We see the latest move by SIA as positive for SIA and minority shareholders of Tigerair who have either accepted or plan to accept the revised offer. Specifically for SIA, declaring the offer unconditional offers it a couple of advantages.
Higher chance of SIA getting to the compulsory acquisition threshold
Firstly, it means that SIA can now extend the offer beyond the 60th day (25 January 2016) to 5 February 2016. As explained in our previous post, an offer will not be allowed to extend beyond the 60th day after the date of posting of the Offer Document unless it has become or been declared unconditional. This is important for SIA as its ultimate aim is to be able to fully privatize Tigerair. Being able to extend the offer period gives it more time to accumulate acceptances and consequently a higher likelihood of bringing its total shareholdings across the compulsory acquisition threshold of 95.58%.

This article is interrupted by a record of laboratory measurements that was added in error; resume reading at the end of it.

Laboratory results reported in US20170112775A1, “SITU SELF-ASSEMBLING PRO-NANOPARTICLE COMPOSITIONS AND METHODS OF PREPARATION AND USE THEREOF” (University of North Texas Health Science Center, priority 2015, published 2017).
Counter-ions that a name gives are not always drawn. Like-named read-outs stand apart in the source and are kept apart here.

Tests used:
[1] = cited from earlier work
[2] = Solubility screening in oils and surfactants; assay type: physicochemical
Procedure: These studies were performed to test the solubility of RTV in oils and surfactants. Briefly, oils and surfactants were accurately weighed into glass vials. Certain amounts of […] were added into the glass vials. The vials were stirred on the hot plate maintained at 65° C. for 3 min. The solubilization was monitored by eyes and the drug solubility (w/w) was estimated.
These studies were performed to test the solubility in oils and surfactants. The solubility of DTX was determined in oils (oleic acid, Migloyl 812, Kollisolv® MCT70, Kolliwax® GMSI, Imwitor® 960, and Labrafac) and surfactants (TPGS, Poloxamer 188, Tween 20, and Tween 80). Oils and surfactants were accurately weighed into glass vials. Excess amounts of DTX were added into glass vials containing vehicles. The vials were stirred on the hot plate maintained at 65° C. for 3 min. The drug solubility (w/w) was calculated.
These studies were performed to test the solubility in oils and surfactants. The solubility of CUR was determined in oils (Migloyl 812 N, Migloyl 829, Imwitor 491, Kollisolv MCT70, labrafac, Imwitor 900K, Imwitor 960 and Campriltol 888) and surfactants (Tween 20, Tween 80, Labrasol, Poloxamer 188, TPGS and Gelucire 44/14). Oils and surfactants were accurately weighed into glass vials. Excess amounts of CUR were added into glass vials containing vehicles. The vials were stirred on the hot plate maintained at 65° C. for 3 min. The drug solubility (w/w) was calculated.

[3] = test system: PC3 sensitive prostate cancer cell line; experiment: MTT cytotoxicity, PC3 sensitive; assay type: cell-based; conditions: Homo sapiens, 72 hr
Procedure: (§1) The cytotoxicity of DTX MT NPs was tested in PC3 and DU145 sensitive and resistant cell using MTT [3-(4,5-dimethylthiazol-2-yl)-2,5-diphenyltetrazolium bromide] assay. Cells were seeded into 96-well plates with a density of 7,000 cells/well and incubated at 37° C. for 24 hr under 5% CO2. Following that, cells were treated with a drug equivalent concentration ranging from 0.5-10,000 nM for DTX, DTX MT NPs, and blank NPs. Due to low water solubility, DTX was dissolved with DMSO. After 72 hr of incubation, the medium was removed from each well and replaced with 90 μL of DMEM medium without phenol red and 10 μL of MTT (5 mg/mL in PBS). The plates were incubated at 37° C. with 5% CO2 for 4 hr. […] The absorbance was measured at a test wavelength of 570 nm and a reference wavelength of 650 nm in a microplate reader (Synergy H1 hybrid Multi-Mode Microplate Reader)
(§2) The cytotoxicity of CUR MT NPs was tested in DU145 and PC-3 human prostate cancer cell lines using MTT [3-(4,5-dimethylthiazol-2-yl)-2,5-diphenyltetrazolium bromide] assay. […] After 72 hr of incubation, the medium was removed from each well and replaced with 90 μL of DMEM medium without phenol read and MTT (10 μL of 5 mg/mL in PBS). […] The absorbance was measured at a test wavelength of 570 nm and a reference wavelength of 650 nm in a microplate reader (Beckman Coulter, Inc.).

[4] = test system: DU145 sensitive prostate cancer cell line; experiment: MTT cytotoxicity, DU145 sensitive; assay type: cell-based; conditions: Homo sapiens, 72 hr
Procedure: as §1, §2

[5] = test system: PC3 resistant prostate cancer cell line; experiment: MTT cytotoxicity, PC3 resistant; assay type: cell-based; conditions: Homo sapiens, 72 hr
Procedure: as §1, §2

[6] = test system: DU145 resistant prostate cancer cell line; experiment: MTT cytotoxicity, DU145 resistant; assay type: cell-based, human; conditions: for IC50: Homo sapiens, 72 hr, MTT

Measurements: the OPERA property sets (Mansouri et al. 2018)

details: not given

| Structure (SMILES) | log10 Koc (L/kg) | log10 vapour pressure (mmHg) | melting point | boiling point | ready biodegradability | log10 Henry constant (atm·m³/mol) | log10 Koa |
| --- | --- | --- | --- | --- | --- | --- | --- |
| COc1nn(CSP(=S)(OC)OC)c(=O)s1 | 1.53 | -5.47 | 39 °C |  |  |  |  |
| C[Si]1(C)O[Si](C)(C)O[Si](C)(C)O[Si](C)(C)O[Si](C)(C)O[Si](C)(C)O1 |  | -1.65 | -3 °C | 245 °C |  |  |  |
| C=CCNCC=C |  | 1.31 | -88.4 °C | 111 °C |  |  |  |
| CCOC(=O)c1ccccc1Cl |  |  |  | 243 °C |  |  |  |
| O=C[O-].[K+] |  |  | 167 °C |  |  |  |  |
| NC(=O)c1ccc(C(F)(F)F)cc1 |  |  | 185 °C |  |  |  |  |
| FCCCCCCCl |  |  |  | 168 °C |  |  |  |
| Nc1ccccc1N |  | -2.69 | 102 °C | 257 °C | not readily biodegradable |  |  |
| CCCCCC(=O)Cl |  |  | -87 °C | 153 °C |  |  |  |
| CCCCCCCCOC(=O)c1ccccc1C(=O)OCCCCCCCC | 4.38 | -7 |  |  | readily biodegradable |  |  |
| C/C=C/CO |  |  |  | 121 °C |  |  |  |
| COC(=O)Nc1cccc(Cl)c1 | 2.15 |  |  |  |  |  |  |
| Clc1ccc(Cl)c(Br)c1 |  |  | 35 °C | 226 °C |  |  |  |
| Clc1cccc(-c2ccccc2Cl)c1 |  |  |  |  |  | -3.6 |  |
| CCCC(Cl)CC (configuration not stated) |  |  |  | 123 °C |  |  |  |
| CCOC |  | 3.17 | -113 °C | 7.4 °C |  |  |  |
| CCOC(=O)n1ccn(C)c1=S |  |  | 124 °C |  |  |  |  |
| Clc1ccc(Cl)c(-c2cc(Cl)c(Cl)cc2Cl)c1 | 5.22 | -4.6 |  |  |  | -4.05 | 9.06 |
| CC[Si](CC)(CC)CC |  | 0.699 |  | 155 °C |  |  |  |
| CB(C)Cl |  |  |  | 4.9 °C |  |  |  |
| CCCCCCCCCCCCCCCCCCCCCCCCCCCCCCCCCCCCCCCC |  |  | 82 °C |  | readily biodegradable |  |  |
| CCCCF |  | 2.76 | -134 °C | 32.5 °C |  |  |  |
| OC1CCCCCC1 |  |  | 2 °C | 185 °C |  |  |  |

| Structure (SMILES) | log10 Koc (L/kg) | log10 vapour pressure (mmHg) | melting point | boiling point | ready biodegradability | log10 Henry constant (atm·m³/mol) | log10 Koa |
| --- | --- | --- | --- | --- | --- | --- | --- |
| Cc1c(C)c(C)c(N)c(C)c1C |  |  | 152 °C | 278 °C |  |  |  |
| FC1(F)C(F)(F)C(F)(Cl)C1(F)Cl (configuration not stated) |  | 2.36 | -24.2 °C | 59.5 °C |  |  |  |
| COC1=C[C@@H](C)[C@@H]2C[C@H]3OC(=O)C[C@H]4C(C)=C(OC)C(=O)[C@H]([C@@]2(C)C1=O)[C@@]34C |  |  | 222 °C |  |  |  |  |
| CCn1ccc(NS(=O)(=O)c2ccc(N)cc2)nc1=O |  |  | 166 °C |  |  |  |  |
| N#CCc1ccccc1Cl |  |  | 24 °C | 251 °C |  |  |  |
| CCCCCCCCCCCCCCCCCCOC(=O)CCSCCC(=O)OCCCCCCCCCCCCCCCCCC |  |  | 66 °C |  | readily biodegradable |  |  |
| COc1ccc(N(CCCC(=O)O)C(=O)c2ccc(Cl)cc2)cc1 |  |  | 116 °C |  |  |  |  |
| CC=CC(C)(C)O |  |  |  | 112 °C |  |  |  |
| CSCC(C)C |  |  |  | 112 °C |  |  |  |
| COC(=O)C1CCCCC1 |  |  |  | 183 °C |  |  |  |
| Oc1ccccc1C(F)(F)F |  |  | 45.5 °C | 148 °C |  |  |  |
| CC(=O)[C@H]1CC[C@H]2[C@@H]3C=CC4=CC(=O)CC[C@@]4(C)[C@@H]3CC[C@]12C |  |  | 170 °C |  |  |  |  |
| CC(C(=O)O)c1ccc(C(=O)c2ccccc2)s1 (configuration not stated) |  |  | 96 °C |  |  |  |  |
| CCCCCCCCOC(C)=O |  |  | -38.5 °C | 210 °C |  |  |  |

Opens up other privatization options in future
Furthermore, declaring the offer unconditional allows SIA to keep any shares tendered during the offer period even if its resultant shareholding ends up being less than 90%. From a strategic perspective, the tighter control opens up future privatization options such as a voluntary delisting via Rule 1307 of the SGX Listing Manual where, as the majority shareholder holding more than 75%, it will be able to vote through the delisting resolution subject to no more than 10% of shareholding votes present at the general meeting voting against it.
News is positive for shareholders who intend to accept…
For shareholders who have already accepted or intend to accept the revised offer, the waiver of the 90% acceptance condition gives them certainty of monetizing their holdings at the offer price. This is unlike under the previous scenario, where they would have to wait for SIA’s total shareholdings plus acceptance level to cross 90%.
…but not so much for dissenting shareholders.
On the other hand, shareholders who had intended to hold out with the expectation that SIA may revise the offer price upwards again, however low the possibility, will be solely disappointed to see their hopes dashed. For this group of shareholders, you may refer to Scenarios B and C depicted in our previous post.